7.3 Nature of the data The extent to which you can undertake secondary data analysis depends on three things: the rigidity of the data; the nature of the enquiry; and the ingenuity of the social researcher.
7.3.1 Rigidity and longevity of the data The form in which the original data is available restricts what you can do with it. If the data is only available in already-published tables, then the researcher can only undertake secondary analysis within the framework set up by the table.
For example, a table may list the employment rates for males and for females and for different ethnic minorities but unless the table crosstabulates gender and ethnicity it is impossible, from the simple rates for each category to find, for example, the employment rate for Asian women.
Individual case data is available in some data archives. Such data is by far the most flexible as it allows researchers the freedom to reanalyse it any way that they think suitable, as they might if they had collected the data themselves. (See Section 7.4 Data Sources)
The longevity of the data is another issue, especially when undertaking time series analysis or comparisons over time. In Section 7.5.1 the problems that arise when changes are made to longitudinal data as a result of political pressure is discussed. However, sometimes the collection of key data for a time series is dropped altogether. For example, as Erzsébet Bukodi et al. (2015) explain in relation to the tracking of social mobility in the United Kingdom over time:
the data available for the determination of levels of and trends in social mobility are less adequate today than two or three decades ago.The data most appropriate in this regard are those provided by repeated sample surveys of the population at large. From 1972 to 1992, such
data were available from the General Household Survey (GHS) carried out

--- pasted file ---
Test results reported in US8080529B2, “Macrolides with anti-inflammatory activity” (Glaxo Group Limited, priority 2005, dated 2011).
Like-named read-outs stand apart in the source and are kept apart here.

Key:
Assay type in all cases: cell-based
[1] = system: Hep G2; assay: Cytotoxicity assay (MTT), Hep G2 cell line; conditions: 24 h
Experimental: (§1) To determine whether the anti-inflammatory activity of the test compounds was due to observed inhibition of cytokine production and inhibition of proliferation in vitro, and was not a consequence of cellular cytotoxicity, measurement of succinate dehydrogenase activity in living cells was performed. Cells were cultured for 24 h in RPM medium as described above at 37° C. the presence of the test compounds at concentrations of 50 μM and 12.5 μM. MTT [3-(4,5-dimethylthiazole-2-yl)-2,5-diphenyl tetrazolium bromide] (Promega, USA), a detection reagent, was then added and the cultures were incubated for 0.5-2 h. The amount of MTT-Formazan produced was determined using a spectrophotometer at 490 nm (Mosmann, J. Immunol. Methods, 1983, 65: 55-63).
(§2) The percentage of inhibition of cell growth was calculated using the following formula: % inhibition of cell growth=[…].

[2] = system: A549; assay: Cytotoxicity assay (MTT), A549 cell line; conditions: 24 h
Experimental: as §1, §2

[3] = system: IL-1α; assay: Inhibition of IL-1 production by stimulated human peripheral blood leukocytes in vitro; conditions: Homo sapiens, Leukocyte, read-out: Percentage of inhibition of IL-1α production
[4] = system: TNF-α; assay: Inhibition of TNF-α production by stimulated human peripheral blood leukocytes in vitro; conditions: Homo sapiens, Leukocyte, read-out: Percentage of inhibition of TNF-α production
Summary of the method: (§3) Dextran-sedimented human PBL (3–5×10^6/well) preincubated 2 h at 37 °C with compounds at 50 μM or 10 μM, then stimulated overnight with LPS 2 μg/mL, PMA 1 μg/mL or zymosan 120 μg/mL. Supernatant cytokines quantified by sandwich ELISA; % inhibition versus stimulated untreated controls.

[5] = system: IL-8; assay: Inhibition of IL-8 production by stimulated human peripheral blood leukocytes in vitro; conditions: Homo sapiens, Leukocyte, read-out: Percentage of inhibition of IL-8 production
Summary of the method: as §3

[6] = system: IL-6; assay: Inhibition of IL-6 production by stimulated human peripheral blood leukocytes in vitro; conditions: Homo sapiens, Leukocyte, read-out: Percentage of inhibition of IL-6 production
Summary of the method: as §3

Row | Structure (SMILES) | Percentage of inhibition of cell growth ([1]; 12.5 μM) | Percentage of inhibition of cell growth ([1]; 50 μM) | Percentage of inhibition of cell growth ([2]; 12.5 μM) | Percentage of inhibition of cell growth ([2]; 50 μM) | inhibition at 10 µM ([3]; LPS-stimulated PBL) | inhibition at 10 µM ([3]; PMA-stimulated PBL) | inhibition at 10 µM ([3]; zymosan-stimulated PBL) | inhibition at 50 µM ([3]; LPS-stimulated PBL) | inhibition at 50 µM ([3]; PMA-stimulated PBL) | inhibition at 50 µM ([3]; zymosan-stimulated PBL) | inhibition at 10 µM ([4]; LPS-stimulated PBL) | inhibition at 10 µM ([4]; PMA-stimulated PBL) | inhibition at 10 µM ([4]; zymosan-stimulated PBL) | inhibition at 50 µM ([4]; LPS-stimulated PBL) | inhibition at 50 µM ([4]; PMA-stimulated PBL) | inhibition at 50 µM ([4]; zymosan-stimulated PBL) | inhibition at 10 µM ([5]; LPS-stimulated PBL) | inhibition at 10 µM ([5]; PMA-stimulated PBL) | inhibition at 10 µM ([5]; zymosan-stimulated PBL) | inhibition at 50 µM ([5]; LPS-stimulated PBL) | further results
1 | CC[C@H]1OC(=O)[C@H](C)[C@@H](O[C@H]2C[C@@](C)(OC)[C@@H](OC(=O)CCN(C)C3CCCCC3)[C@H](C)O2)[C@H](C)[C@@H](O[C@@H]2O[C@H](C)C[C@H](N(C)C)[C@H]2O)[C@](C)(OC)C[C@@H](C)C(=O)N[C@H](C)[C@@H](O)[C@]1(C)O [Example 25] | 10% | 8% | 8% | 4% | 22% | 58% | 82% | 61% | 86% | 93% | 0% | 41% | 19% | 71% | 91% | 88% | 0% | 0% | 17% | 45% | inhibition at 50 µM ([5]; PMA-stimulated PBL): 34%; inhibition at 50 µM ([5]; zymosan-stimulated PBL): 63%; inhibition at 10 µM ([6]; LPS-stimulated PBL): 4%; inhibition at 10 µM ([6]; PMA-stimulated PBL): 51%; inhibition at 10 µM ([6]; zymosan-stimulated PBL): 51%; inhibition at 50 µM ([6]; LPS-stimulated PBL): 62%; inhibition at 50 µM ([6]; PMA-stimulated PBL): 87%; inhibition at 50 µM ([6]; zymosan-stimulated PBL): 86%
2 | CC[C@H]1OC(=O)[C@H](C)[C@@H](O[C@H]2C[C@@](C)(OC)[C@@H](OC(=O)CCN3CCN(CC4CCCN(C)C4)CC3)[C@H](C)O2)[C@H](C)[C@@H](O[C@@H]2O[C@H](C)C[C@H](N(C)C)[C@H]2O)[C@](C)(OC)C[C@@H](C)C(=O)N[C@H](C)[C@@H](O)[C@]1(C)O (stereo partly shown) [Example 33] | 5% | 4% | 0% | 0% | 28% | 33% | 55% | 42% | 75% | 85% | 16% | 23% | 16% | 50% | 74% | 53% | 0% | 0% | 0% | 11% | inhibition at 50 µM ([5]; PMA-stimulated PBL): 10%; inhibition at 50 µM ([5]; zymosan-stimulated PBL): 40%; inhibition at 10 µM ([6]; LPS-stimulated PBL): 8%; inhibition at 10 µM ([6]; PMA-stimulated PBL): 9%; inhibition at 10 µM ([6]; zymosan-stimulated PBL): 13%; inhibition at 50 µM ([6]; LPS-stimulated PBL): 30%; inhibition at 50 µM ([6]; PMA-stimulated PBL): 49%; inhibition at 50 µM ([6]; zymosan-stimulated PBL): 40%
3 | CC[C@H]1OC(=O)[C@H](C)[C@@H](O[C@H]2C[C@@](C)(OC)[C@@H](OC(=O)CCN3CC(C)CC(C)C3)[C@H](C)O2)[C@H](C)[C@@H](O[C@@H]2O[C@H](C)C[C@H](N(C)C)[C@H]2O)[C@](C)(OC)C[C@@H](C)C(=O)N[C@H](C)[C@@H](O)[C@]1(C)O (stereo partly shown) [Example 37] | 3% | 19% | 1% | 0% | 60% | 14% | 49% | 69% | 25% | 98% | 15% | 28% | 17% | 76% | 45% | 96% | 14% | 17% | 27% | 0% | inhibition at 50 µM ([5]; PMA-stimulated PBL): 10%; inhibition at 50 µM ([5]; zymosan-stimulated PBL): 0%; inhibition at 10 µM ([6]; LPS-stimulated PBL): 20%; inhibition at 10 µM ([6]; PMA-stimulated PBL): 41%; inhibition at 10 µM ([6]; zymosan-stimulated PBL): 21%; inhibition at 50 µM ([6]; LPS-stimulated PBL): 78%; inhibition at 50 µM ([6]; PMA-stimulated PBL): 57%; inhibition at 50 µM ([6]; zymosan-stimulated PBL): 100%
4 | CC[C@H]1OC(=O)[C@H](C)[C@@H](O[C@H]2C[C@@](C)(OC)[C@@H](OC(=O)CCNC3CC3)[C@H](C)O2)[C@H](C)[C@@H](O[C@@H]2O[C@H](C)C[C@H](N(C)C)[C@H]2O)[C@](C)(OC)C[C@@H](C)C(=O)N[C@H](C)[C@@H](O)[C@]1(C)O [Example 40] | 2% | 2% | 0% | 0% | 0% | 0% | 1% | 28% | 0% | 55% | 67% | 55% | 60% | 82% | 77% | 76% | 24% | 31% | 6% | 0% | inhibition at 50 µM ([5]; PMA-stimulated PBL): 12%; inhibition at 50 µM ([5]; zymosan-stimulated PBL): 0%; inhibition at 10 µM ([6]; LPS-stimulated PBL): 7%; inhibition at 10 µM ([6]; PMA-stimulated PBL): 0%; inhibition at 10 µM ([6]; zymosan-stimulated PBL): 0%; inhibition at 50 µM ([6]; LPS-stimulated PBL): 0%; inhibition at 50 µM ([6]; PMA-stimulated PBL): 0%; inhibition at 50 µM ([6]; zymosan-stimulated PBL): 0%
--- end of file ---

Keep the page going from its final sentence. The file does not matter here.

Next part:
annually. Data were collected on survey respondents’ employment status and
occupation and on respondents’ fathers’ ‘usual’ employment status and occupation,
and were then in both cases coded to the Registrar General’s Socio-
Economic Groups (SEGs), from which an approximation to the Goldthorpe
social class schema...could be
obtained.... While subject to various limitations,
these data did allow reasonably informative tables of intergenerational class
mobility to be constructed, and thus gave a basis for the analysis of mobility
trends (Goldthorpe and Mills 2004). However, from 1993 the GHS ceased to
collect information on respondents’ fathers, or indeed on any other aspect of
respondents’ social origins. The one exception occurred in 2005 when, within
an EU-SILC module incorporated into the GHS, information was again
obtained on fathers’ occupations but together with only limited information
on their employment status—so that no close comparison with earlier GHS
data was possible.
7.3.2 Nature of the enquiry The scope for secondary analysis depends on the nature of the sociological enquiry. It may be that the specific hypotheses under consideration cannot be addressed through secondary analysis as there is no available survey that has collected data on all aspects of the hypothesis. Or the definition of the theoretical concept used in available studies in no way matches the theoretical concerns of the researcher (such as the use in official statistics of socio-economic group to stand for social class).
However, although government definitions may be different from those of sociologists, there is scope to overcome these problems according to Catherine Hakim (1982, p. 141), who suggested that many official surveys could ‘yield new or additional results if re-analysed within the framework of social science theory’.
7.3.3 The ingenuity of the social researcher The third factor that influences secondary data analysis is the ingenuity of the sociologist. Secondary data analysis depends on the researcher’s imagination. This can be summed up as ‘looking for a different angle on the data’. While this is most easily undertaken when data sets of individual cases is available from archives, it can also be done using composites of already-published tables.
For example, in State of the Nation, Stephen Fothergill and Jill Vincent (1985) brought together a large number of official statistics to demonstrate how the North–South divide had widened over the decade up to 1984.
Similarly, in their study of poverty, Brian Abel-Smith and Peter Townsend (1965) developed procedures to overcome data discontinuities such as changes in income banding, pattern of household composition and changes in definitions in the 20-year span of Family Expenditure Survey data used in their study.
Reworking data to produce new findings requires some data analytic skills (see Section 8). However, a lot can be done with some simple and straightforward reworking and comparison of available data.